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Thanks for the info g-man. Looks like the connector is finally building up fairly quickly. I've noticed my last few times on this road, traffic is heavier than in years past (there actually IS traffic now :lol: ). This area seems to have a bright future.

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Don't like it at all. Hope it's open farmland and not much clearcutting involved (but I'd doubt it), looks like a Southern California low-end tract house development. Seems they are trying to sell it with some "greenbelt" amenities. Should be a real "moneymaker".

:shok::) Great googly moogly. Look at this thing. 400 homes planned between Fork Shoals Road, I-385, West Georgia Road, and I-185. This will really help get more traffic on the Southern Connector if it's passed by the Planning Commission, which it mostly likely will be: http://greenvilleplanning.com/land_develop...20&%203.pdf Thoughts and opinions?

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^^^It's mostly open farmland. There seems to be some forest, but i'm not sure how much of the forested land near the river is part of the development. I checked maps.google.com using satellite imagery.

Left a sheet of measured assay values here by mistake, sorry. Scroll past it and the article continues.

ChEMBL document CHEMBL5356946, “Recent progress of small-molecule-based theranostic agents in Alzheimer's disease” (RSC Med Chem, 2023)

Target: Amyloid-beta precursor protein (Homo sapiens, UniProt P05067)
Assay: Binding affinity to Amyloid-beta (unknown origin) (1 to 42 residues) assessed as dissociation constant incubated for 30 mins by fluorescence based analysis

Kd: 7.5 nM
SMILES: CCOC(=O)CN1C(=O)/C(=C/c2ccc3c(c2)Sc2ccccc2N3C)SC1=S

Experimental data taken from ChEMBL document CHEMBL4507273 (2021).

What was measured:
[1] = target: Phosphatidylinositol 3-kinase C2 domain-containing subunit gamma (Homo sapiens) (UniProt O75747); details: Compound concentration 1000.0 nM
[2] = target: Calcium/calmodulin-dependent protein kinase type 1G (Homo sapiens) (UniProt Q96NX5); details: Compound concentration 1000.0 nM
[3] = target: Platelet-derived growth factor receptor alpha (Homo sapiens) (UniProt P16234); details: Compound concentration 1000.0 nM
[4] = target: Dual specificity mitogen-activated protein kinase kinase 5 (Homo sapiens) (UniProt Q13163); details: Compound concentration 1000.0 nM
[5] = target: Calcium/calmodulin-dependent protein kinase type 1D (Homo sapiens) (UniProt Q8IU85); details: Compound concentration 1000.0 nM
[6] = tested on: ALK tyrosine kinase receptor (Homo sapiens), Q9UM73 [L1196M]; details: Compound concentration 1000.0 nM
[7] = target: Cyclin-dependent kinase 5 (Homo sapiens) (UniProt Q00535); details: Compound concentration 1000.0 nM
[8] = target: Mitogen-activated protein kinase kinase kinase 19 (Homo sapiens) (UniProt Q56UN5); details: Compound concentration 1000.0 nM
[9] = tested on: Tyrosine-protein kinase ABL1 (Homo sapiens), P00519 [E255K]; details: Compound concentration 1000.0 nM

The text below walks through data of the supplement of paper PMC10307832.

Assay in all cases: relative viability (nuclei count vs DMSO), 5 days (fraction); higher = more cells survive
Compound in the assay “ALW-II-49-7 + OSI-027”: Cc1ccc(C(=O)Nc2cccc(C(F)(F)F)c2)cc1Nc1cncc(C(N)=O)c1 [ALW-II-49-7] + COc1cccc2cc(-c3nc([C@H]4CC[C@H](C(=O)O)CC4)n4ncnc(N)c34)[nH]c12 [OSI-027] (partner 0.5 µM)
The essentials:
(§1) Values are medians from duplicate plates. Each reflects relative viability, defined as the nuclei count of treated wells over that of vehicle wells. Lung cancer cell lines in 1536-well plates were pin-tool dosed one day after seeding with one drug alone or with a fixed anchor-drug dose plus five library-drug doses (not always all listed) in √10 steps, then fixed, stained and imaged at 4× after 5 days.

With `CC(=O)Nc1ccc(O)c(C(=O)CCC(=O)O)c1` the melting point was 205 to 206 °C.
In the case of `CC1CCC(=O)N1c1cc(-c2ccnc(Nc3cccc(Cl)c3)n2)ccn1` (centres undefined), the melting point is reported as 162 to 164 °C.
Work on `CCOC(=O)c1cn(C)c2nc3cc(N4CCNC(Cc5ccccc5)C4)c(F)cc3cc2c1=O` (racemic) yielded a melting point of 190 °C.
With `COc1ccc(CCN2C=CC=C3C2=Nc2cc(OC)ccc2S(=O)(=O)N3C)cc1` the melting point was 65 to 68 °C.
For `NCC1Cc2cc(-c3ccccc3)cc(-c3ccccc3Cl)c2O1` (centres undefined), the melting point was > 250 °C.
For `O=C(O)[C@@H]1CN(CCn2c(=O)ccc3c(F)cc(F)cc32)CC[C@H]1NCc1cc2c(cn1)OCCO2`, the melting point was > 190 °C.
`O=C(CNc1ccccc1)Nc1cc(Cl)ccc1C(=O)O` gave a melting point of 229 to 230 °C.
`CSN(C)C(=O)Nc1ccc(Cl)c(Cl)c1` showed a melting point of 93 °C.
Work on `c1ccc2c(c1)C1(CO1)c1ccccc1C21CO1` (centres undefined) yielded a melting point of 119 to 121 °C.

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According to the site plan, it doesn't look like any forest near the river will be cut down. The houses will be to the east of it where all the farm land is currently. There seems to be a little bit of forest in the middle of the farm land, but I think that will be part of the green space too. :)

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Wow. That would be thousands of residents. This county is going to be nothing but one giant neighborhood by 2020!

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^I don't know much about real estate, but I'd say that this probably represents more of a slowing down or softening of the market than it does a true "bubble bust."

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Some of the larger land tracts may come down as far as price per acre. Some of the prices have gotten so astronomical, I have often wondered how the developers make the numbers work.

I think there are some other areas for positive growth though.